Grateful Dead

Sample this concert
  1. 1Sugar Magnolia07:12
  2. 2Sing Me Back Home10:42
  3. 3Mama Tried04:01
  4. 4Dedication to Owsley00:54
  5. 5Cryptical Envelopment02:06
  6. 6Drums05:16
  7. 7The Other One16:18
  8. 8Big Boss Man06:14
  9. 9Casey Jones06:39
  10. 10Not Fade Away04:11
  11. 11Goin' Down The Road Feelin' Bad08:39
  12. 12Not Fade Away09:26
  13. 13Johnny B. Goode03:57
Liner Notes

Jerry Garcia - lead guitar, vocals; "Pigpen" McKernan - vocals, organ, percussion; Bob Weir - guitar, vocals; Phil Lesh - bass, vocals; Bill Kreutzmann - drums

The Grateful Dead's last show at the Fillmore West was inherently a legendary event, and despite the fact that the group often failed to deliver their best performances at major events, on this night they did rise to the occasion. This is also one of the last shows featuring the original five-piece, prototypical Dead lineup. Pigpen would become deathly ill a few days later, and Keith Godchaux began rehearsing with the band a few weeks later; but Pigpen is in remarkably strong form here, and Garcia seems to have boundless energy on this night, as he also played on every song by The Rowan Brothers and the New Riders prior to this lengthy Dead set.

This is the Dead's second set of the night, which they kick off with the always lovely "Sugar Magnolia" and continue with crowd pleasers "Sing Me Back Home" and a cover of Merle Haggard's "Mama Tried." The highlight of this entire performance is unquestionably "The Other One." Prior to the "Cryptical" sequence that prefaces this extended jam, Phil Lesh announces that their old soundman and legendary "Acid King," Owsley, had been released after serving a lengthy prison term and they dedicate this particular version to him. It's a truly monumental performance with everyone in the band playing in a very exploratory manner. It takes approximately ten minutes of jamming before they peak, but with Garcia and Lesh leading the way, this version of "The Other One" remains interesting the entire time. This is also an excellent example of Bill Kreutzmann's fluid and creative drumming; it's his remarkably sensitive feel that keeps the music flowing and prevents everything from falling apart. There are moments in the last 5 minutes or so, when they literally sound on the verge of spontaneous combustion and are certainly tapped into another realm, something that didn't often happen in 1971. There's no question this is one of the hottest jams of the year and to many, it's one of the best versions they ever played. This version is also unique in that it is one of few that stand alone, without being sandwiched between other songs. Instead of transitioning into another song when they reach the end of the second verse, they spontaneously develop a lovely little coda that brings the piece to a complete close at the end. This was rarely ever done prior to this show and was never done again.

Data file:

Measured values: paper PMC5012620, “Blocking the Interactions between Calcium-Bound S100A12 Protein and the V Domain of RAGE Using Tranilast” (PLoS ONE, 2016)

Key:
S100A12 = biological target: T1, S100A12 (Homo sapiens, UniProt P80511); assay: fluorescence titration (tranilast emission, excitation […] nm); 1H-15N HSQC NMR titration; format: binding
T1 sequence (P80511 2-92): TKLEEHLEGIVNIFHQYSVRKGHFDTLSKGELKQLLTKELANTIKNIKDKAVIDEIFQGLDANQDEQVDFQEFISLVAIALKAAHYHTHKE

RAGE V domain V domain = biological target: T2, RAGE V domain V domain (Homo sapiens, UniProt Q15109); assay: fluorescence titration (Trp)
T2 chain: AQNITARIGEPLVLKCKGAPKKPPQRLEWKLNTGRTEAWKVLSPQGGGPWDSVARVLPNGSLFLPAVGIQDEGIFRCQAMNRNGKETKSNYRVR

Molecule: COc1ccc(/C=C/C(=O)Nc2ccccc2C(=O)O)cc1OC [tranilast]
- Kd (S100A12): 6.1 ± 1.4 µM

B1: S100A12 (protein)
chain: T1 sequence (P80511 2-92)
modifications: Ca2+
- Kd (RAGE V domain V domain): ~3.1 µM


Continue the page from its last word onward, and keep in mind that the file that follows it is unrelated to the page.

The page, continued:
This version of "Casey Jones" and the "Johnny B. Goode" encore were both featured in the Fillmore movie and album release.